Find out if an infection is stopping you conceiving or staying pregnant

Infections in the vagina may have a serious impact on your ability to conceive and to hold on to a pregnancy.

These infections may have existed for many years with low activity and often present no symptoms.

If you are having problems conceiving or have suffered from successive miscarriage or IVF failure or if you have a persistent vaginal secretion it may be worth considering having an Infection Screen.

Infections in the prostate gland may affect both the quantity and quality of the sperm, so an infection screen is advisable, especially if everything else has been ruled out.

It is advisable to get this organised at a specialist clinic my one as the NHS infection screens can be very basic. Find out more – Infection Screen (urine)

Semen Analysis (semen)
A comprehensive test to assess both quality and quantity of sperm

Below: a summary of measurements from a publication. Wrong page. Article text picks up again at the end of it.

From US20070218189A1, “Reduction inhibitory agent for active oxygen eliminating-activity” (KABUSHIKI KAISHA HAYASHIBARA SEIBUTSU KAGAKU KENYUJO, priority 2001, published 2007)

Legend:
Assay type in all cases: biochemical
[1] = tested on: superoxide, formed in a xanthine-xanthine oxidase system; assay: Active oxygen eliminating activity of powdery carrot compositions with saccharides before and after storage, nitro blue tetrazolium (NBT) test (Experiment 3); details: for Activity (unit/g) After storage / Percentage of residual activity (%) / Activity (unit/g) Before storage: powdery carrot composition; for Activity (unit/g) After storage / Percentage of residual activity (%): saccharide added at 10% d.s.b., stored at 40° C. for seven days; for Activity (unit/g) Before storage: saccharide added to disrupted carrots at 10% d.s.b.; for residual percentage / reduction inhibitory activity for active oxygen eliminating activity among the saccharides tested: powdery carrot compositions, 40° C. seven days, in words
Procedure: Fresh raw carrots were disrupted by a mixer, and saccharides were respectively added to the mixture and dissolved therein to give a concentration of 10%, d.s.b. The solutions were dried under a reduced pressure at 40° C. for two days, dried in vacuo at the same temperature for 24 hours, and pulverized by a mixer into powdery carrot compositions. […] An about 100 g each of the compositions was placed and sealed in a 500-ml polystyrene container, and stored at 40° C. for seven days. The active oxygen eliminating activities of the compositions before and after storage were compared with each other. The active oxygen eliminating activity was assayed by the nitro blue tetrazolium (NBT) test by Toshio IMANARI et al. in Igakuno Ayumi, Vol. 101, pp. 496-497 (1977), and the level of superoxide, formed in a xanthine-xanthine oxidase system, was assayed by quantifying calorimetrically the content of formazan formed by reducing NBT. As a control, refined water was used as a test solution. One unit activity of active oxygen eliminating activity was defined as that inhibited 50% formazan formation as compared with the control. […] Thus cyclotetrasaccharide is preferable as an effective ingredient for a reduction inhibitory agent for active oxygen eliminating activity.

A good semen analysis not only assesses the sperm for quantity and motility but quality and is best done in a specialist clinic as the quality of the results can vary considerably.

A man can now have a comprehensive semen analysis to check for sperm count, motility, abnormal sperm, agglutination (sperm clumping) and sperm antibodies.  It is then possible to use nutritional interventions to improve the semen analysis.   Find out more – Semen Analysis

Sperm DNA Fragmentation Test (semen)
Find out if you have healthy sperm DNA

The success of a viable embryo depends to a certain extent on the genetic DNA of the egg and the sperm. The Sperm DNA Fragmentation Test is designed to check whether the DNA of the sperm is liable to fragmentation (the breaking down of some of the sperms DNA strands).

There is always a small amount of DNA fragmentation in sperm but this can be overcome or repaired by the egg after fertilisation.

However if the fragmentation is beyond a certain level, the repair process cannot compensate enough for the damage and normal embryonic development will stop, meaning that the pregnancy can’t continue.

A high level of fragmentation in sperm cells represents a cause of male infertility that a conventional semen analysis cannot detect. So a man may be told that his sperm is normal in terms of the count, motility and morphology but could have high levels of sperm DNA fragmentation.